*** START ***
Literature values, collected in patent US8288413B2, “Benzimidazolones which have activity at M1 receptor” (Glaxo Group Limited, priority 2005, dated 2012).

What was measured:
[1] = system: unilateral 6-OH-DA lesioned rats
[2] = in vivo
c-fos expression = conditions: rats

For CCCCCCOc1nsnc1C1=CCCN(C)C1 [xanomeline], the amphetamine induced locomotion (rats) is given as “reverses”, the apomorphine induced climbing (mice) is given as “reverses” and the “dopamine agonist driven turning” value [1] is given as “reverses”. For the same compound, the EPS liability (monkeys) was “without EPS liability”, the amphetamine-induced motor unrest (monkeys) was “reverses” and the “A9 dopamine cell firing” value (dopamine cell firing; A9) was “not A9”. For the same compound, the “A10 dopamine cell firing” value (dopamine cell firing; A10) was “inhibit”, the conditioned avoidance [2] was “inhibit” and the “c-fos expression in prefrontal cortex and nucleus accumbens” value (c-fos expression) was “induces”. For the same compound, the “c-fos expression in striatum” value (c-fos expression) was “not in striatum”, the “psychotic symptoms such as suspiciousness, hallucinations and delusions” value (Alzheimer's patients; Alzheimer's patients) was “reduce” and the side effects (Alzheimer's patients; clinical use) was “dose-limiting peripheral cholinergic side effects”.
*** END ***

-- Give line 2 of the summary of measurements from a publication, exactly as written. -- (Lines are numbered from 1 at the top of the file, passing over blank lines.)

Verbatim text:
What was measured: